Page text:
Robert Gordon's mercantile adventures founded a strong and remarkably modern belief that his investment in the education of his townsfolk would equip them with the skills and knowledge to strengthen their success in Europe and further afield.
Today, more than 260 years after his death, the University which bears his name remains true to his spirit and enterprise.
The birth of the University
The first 100 years and beyond
1668: The birth of Robert Gordon, future founder of Robert Gordon's Hospital.
1684: He is elected a Burgess of Guild, enabling him to trade as a merchant in the city.
1689: Robert Gordon graduates from Marischal College and establishes business as a merchant trader in Danzig in the Baltic.
1729: He founds Robert Gordon's Hospital, to educate the young sons and grandsons of Burgesses of the Guild who were too poor to maintain them at school.
1731: Robert Gordon dies.
1750: Robert Gordon's Hospital opens to provide residential education for the sons and grandsons of Burgesses of Guild or Trade Burgesses of Aberdeen.
The College matures and grows
1824: Aberdeen Mechanics' Institution opens - the beginnings of an adult education programme.
1881: Robert Gordon's Hospital is transformed into Robert Gordon's College with a secondary day school and separate adult education college.
1884: Educational work of the Aberdeen Mechanics' Institute is transferred to the College.
1885: Gray's School of Science and Art opens on Schoolhill, funded by John Gray, head of the firm of William McKinnon, Engineers and Iron Founders.
1898: Aberdeen Pharmaceutical Society transfers training for apprentice apothecaries, chemists and druggists to the College.
The 20th Century
Higher levels of teaching and learning are reached
1903: Scottish Education Department designates the vocational courses work of the College as a ‘Central Institution for Specialised Instruction'.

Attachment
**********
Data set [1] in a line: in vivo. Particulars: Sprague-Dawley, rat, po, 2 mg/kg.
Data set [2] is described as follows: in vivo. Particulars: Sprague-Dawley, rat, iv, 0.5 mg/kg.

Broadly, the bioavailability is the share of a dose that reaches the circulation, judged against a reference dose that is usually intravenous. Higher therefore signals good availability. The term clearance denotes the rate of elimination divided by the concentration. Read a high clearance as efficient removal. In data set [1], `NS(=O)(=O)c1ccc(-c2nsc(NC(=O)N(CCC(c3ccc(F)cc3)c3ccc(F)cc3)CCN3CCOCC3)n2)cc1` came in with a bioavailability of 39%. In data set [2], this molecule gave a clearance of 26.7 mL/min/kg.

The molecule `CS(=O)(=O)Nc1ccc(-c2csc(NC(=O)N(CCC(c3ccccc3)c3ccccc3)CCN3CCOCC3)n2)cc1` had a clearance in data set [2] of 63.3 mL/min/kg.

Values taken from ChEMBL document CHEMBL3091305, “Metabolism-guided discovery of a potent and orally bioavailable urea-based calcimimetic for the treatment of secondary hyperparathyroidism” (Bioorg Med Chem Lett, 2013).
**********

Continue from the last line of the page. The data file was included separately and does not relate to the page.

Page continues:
1910: Robert Gordon's Technical College is formed.
1955: Local architect and businessman Tom Scott Sutherland gifts the Garthdee Estate.
1957: Scott Sutherland School of Architecture opens.
1965: College becomes known as Robert Gordon's Institute of Technology (RGIT) to reflect higher levels of teaching and its new role as a centre of excellence in the non-university higher education sector.
1967: Gray's School of Art moves to Garthdee campus.
1991: Name changes to The Robert Gordon Institute of Technology - one of the largest central institutions in Scotland.
1992: Awarded university status and first chancellor, Sir Bob Reid, is installed.
The growth continues
Garthdee campus grows and key facilities move to new surroundings
1998: At the end of the 20th Century the Aberdeen Business School moved to the Garthdee campus.
2002: The Faculty of Health & Social Care building was opened in the summer of 2002 and is home to Applied Social Studies, the School of Health Sciences and the School of Nursing & Midwifery.
Present day: Campus development continues in parallel with growth in RGU's reputation. All teaching is delivered at our Garthdee Campus in state-of-the-art facilities on the banks of the River Dee. Both phases of building development were completed by 2015, providing a fantastic learning environment for our students in a beautiful riverside setting.